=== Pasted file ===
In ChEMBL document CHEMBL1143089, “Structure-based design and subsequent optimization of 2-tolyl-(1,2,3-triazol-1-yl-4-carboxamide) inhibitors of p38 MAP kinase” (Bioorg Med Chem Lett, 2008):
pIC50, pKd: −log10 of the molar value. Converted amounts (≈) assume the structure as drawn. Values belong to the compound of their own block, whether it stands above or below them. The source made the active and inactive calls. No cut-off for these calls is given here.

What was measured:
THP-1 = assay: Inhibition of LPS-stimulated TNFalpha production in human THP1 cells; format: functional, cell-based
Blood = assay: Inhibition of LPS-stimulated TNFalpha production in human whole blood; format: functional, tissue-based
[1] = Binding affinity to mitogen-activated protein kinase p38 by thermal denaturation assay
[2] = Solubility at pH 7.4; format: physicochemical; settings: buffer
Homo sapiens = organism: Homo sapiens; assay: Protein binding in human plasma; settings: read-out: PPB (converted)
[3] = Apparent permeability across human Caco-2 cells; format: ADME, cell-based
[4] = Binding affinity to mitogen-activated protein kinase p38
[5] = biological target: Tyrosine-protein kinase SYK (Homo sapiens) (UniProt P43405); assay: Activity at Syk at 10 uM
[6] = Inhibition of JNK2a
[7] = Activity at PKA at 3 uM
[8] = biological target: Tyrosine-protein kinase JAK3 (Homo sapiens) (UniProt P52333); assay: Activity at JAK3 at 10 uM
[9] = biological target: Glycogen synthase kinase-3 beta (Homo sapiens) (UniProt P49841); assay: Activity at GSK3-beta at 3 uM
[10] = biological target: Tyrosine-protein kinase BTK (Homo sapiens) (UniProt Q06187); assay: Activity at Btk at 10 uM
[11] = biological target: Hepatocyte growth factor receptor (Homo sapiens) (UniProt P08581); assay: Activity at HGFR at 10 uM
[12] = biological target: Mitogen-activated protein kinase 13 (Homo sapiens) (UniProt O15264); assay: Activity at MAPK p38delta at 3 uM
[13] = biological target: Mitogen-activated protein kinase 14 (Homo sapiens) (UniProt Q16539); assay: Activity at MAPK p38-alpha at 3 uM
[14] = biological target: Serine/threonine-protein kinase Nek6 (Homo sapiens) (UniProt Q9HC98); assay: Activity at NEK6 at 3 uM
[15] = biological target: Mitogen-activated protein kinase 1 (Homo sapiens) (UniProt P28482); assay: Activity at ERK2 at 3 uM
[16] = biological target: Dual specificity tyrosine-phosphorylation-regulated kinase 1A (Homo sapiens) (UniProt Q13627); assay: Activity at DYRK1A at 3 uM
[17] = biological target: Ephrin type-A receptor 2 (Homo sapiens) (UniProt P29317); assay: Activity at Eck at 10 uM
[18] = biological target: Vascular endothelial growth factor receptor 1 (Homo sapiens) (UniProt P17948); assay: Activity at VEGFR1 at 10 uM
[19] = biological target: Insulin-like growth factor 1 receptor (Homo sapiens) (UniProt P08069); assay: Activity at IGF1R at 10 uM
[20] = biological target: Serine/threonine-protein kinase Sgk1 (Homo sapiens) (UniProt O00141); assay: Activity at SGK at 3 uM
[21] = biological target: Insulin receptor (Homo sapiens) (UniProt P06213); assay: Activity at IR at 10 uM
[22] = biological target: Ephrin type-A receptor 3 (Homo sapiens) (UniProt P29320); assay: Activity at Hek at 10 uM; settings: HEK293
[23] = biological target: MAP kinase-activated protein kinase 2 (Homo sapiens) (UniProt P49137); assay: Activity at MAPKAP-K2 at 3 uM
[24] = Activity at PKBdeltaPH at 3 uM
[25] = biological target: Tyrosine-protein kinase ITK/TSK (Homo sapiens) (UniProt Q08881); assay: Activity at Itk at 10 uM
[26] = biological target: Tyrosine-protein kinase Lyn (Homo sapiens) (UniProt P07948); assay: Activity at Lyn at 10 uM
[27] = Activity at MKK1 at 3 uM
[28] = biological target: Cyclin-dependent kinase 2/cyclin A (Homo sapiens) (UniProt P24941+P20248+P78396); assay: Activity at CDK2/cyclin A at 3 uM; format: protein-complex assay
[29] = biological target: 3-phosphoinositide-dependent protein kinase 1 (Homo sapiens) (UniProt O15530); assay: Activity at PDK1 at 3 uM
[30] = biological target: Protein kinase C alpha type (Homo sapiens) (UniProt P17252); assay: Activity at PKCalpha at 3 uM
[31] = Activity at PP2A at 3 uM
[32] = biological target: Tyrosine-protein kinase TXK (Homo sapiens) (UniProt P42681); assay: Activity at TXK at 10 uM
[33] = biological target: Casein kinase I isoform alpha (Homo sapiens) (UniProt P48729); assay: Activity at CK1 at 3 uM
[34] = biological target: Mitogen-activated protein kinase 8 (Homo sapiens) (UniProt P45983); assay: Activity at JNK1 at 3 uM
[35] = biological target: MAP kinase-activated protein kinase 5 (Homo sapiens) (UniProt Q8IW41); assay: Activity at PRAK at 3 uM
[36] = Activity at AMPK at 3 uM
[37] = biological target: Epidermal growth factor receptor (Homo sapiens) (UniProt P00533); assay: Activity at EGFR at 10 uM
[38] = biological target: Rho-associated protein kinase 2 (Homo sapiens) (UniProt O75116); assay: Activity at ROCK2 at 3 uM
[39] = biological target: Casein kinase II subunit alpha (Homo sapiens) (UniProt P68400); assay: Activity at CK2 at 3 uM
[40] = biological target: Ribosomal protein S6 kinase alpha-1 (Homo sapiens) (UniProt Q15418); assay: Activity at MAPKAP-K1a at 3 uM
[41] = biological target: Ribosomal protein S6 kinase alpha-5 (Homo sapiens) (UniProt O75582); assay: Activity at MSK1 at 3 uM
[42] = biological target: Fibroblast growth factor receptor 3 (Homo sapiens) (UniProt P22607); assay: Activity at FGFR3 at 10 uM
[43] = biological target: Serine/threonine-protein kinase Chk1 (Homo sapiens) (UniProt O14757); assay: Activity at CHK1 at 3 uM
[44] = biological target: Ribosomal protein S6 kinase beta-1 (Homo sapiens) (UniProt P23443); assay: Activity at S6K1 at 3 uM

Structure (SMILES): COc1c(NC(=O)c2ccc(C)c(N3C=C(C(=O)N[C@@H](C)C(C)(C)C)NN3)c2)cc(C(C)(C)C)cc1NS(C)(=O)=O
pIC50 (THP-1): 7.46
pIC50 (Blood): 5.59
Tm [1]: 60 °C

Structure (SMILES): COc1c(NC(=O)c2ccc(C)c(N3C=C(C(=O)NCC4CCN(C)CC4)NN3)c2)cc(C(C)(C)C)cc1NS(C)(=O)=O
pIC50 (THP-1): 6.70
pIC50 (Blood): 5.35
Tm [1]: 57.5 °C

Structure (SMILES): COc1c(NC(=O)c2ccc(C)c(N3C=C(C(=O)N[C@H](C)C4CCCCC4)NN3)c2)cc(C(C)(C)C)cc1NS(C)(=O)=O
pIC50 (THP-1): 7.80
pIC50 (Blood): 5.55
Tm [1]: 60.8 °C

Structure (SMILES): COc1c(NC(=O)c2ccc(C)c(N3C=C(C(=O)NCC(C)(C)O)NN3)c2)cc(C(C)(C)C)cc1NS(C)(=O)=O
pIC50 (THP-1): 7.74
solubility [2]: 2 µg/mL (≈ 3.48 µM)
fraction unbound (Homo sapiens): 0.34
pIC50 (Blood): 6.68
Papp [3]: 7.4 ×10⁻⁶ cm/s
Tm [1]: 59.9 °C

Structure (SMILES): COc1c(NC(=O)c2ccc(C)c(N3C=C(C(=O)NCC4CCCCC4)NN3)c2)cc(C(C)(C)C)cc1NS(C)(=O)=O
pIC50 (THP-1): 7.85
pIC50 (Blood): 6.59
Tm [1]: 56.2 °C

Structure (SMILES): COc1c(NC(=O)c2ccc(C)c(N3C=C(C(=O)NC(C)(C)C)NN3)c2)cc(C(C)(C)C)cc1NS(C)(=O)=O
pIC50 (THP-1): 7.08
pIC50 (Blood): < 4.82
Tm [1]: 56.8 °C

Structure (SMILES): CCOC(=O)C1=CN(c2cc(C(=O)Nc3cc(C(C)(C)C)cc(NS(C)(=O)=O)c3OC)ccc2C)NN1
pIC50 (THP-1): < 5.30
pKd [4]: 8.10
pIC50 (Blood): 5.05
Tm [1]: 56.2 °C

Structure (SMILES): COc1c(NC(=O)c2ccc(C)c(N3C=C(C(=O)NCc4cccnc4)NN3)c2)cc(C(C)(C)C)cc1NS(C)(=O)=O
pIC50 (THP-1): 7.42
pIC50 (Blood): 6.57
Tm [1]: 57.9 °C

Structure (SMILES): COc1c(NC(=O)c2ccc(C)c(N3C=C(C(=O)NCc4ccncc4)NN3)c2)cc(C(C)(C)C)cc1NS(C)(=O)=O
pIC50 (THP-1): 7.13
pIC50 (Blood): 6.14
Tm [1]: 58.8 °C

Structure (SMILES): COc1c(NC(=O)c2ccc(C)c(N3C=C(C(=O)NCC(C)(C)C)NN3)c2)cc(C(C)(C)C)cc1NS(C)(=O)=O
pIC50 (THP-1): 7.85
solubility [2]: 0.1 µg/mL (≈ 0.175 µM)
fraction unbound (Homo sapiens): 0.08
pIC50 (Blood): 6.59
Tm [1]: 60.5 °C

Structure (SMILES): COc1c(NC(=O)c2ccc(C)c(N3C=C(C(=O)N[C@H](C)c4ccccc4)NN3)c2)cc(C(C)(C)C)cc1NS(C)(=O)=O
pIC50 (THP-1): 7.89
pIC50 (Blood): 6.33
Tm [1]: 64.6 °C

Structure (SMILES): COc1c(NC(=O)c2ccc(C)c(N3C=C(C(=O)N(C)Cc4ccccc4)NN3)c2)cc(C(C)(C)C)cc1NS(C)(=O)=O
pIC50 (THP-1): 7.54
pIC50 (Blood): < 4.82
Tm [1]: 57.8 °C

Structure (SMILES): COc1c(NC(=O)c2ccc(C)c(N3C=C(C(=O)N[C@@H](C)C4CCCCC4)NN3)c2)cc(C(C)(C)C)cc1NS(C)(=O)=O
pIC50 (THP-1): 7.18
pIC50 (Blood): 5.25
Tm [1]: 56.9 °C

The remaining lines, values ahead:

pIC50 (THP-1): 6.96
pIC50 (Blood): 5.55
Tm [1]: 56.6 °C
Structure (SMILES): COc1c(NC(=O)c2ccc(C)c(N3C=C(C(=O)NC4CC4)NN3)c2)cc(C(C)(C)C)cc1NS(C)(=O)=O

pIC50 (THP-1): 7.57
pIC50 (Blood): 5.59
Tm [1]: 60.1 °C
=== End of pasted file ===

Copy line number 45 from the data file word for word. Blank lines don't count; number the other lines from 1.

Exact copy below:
[39] = biological target: Casein kinase II subunit alpha (Homo sapiens) (UniProt P68400); assay: Activity at CK2 at 3 uM